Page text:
Today, for historians and those lucky enough to see a copy firsthand, Sweet Life is admired and celebrated for its cinematic energy, raw style, and gritty in-your-face design reminiscent of another masterpiece, William Klein’s Life is Good & Good for You in New York. What Klein’s New York and Robert Frank’s The Americans did for the genre of ‘personal’ documentary of one country, van der Elsken’s ambitions took on the world.

Jeffrey Ladd is a photographer, writer, editor and founder of Errata Editions. Errata Editions is featuring Sweet Life in its Books on Books series this month.

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Julian-germain-list

Now showing at Nederlands Fotomuseum is the ongoing series Classroom Portraits, 2004-2012 from social recorder Julian Germain. In each oddly familiar environment, your perspective is that of the teacher but at “child height”; you have the class’ full (largely uninterested, expressionless) attention and it is a strange, almost disconcerting thing to be looked at in such a way.

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Some happy, some sad, at times cheering or even fighting, fans of soccer are absorbed in the European 2012 Soccer Championship. Sixteen nations made it to the final tournament being held in Poland and the Ukraine with the final match to be played on July 1 at the Olympic Stadium in Kiev. -- Lloyd Young(40 photos total)
A soccer fan soaks up the atmospshere ahead of the Euro 2012 soccer championship group D match between Ukraine and Sweden at The Olympic Stadium on June 11 in Kiev, Ukraine. (Laurence Griffiths/Getty Images)

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Aurich Lawson

In 1999 a pair of researchers published a paper called "Unskilled and Unaware of It: How Difficulties in Recognizing One's Own Incompetence Lead to Inflated Self-Assessments (PDF)." David Dunning and Justin Kruger (both at Cornell University's Department of Psychology at the time) conducted a series of four studies showing that, in certain cases, people who are very bad at something think they are actually pretty good. They showed that to assess your own expertise at something, you need to have a certain amount of expertise already.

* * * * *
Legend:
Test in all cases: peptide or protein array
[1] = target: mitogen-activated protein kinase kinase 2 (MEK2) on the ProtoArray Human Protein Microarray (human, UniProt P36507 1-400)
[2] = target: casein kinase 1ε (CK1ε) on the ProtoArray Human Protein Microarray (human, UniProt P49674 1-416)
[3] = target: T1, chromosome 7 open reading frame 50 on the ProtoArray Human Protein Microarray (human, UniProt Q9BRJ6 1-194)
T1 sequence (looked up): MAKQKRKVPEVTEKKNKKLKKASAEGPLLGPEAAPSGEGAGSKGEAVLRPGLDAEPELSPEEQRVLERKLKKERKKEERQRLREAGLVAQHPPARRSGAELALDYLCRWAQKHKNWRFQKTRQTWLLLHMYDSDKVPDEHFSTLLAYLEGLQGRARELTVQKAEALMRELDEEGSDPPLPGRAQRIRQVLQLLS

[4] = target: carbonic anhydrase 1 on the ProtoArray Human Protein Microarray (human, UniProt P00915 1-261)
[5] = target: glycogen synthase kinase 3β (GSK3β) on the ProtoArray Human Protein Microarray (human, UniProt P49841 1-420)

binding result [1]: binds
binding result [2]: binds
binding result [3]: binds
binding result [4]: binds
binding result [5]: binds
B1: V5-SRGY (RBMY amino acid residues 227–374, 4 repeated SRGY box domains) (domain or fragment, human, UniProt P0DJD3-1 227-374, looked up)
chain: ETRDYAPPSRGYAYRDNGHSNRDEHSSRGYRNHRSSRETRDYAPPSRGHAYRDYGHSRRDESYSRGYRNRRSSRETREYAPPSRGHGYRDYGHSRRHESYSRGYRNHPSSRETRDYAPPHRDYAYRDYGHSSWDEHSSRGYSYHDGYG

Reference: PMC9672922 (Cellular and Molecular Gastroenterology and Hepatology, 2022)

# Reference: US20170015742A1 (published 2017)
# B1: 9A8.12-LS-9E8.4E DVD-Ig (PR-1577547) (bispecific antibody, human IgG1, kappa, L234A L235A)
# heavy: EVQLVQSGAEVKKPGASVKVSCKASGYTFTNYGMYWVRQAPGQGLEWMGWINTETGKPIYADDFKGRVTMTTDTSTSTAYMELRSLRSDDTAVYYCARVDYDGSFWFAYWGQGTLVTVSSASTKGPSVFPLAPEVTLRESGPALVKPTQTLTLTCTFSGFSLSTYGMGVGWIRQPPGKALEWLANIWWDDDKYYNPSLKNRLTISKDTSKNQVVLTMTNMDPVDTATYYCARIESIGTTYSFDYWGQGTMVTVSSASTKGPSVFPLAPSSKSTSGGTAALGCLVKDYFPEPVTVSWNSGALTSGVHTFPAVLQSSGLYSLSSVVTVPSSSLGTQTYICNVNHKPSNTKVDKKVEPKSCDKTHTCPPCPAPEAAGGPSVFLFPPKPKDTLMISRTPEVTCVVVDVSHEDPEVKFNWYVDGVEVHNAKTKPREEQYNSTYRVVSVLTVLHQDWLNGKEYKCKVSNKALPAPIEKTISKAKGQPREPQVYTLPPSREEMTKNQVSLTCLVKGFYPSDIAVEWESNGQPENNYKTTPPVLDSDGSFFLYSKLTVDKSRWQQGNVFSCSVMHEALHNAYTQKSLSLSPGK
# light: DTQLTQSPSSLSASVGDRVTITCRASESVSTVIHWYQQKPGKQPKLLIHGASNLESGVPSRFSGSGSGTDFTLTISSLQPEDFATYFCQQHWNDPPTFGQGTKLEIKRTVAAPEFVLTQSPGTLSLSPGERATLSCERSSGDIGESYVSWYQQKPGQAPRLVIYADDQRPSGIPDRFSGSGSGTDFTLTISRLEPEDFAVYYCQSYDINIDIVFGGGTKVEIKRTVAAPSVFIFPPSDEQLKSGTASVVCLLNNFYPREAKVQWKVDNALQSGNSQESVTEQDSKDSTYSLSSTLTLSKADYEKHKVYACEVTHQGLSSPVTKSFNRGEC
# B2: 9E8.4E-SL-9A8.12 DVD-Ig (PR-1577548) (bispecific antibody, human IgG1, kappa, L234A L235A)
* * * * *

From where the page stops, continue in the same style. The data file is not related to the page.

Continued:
Remember the 2008 election campaign? The financial markets were going crazy, and banks that were "too big to fail" were bailed out by the government. Smug EU officials proclaimed that all was well within the EU—even while they were bailing out a number of financial institutions. Fast forward to 2012, and the EU is looking at hard times. Greece can't pay its debt. Italy can, but the markets don't trust it to be able to. Spain and Portugal are teetering around like toddlers just waiting for the market to give them one good push. Members of the public are behaving like teenagers, screaming "F**k you," while flipping the bird. The markets are reacting like drunk parents, and the resulting bruises are going to take a while to heal.

In all of this, uninformed idiots blame the Greeks for being lazy, the Germans for being too strict, and everyone but themselves. Newspapers, blogs, and television are filled with wise commentary hailing the return of the gold standard, the breakup of the Euro, or any number of sensible and not-so-sensible ideas. How are we to parse all this information? Do any of these people know what they are talking about? And if anyone does, how can we know which ones to listen to? The research of Dunning and Kruger may well tell us there is no way to figure out the answers to any of these questions. That is kind of scary.

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Jeroen Hofman

Playground

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My new project is called Playground. The Netherlands have several training facilities where members of the Fire Brigade, the Police Force and the Ministry of Defense are trained and prepared for a wide range of possible scenarios. Within the boundaries of these grounds it’s all just practice or ‘play’. Outside of them however, things are a lot more serious. My aim was to capture these facilities and the people who are trained there.

 

Bio

Jeroen Hofman graduated in 2002 at he Royal Academie of Arts in The Hague, the Netherlands. Since then he works as a free lance photographer on editorial assignments and non-commissioned projects.

 

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Jeroen Hofman